Best practice, or just another fad?

New and innovative management thinking that stands the test of time tends to become the new ‘baseline’ to which all organisations must comply sooner or later in order to remain in the game. Customer service, for example, was once a genuine differentiator of companies but is now expected, and what was once considered ‘great’ customer service is now the baseline. Other new approaches that have significantly effected the way we run organisations and manage people include management by objectives (MBO) and total quality management (TQM). Using ‘big data’ and offering smart, connected products are soon to join such ground-breaking practices.

But wait: in some organisations, MBO, TQM, and other initiatives such as Six Sigma, re-engineering and supply-chain analysis that became successfully embedded in many organisations, were mere ‘flavours of the month’ in others.  How can that be? The answer is clear: Initiatives that are potentially valuable and ground breaking don’t work in organisations that ‘dabble’. Dabblers:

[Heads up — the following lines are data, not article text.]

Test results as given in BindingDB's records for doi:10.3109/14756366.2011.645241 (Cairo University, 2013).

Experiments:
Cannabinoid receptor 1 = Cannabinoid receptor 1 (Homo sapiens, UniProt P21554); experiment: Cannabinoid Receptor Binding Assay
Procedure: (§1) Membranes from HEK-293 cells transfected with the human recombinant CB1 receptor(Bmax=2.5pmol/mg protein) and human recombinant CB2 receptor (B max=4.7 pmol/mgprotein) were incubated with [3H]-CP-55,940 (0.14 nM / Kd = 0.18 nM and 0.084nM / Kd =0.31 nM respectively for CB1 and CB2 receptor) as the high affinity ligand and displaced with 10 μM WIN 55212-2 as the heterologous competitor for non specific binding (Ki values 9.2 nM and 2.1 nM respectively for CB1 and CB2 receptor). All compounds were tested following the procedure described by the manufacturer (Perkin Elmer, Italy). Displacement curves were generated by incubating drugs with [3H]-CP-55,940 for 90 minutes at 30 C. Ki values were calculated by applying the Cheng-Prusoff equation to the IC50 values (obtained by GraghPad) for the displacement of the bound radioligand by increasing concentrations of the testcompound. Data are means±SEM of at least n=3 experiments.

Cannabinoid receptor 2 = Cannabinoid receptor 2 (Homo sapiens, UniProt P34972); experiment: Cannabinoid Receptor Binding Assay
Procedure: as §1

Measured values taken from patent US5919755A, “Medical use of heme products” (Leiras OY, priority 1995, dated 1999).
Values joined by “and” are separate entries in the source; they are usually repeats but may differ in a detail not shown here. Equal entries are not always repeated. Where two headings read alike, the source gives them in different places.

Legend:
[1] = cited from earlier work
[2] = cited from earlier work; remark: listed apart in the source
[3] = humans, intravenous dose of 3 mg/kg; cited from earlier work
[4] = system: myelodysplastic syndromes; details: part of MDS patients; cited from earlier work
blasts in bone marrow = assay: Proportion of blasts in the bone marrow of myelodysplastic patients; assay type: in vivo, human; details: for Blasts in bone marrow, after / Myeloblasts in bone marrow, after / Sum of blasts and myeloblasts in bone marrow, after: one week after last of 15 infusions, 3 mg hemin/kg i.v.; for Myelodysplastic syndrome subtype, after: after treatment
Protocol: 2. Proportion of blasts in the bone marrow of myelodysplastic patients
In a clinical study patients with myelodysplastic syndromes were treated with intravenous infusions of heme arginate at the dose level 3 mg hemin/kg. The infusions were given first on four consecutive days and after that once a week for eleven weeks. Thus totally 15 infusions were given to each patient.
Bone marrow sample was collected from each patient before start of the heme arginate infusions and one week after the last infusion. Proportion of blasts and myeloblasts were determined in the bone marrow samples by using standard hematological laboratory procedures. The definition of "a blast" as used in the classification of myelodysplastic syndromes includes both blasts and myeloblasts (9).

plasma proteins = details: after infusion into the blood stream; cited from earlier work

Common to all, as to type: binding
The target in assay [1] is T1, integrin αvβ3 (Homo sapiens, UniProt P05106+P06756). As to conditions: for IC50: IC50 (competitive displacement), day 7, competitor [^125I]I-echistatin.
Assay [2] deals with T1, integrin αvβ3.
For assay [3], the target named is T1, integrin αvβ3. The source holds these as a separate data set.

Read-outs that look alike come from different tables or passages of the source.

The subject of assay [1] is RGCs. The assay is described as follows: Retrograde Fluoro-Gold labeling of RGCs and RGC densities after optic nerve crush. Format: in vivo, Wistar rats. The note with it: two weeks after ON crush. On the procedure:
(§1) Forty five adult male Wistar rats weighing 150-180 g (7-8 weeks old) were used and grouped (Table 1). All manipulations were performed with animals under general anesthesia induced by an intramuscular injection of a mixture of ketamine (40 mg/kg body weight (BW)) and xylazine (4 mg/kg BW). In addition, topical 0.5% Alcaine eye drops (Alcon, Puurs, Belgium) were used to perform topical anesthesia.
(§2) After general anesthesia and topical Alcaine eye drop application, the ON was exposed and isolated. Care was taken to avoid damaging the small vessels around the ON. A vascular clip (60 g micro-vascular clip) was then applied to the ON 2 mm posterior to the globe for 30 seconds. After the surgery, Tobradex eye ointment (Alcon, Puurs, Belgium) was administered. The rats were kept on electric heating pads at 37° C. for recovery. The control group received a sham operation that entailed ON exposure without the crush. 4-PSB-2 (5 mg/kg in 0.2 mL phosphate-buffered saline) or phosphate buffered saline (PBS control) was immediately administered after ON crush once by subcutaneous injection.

• don’t bother to train employees properly in the initiative
  • don’t win the commitment of the organisation’s leaders
  • don’t persevere with an initiative long enough to make it part of its culture
  • make them an add-on to peoples’ probably already-demanding workload, so they’re just another ‘chore’
  • don’t allow the initiative to create deep, genuine change to its culture or operations
  • don’t take the initiative seriously enough to measure properly or reward people for coming ‘on board’ with it.

Some best practices work and organisations move on. Once an organisation has re-engineered its operations from ‘go’ to ‘whoa’, for example, it needs to find another ground-breaking way to retain a competitive advantage. Once every organisation is doing it (customer service and TQM, for example) the next iteration of it must be found.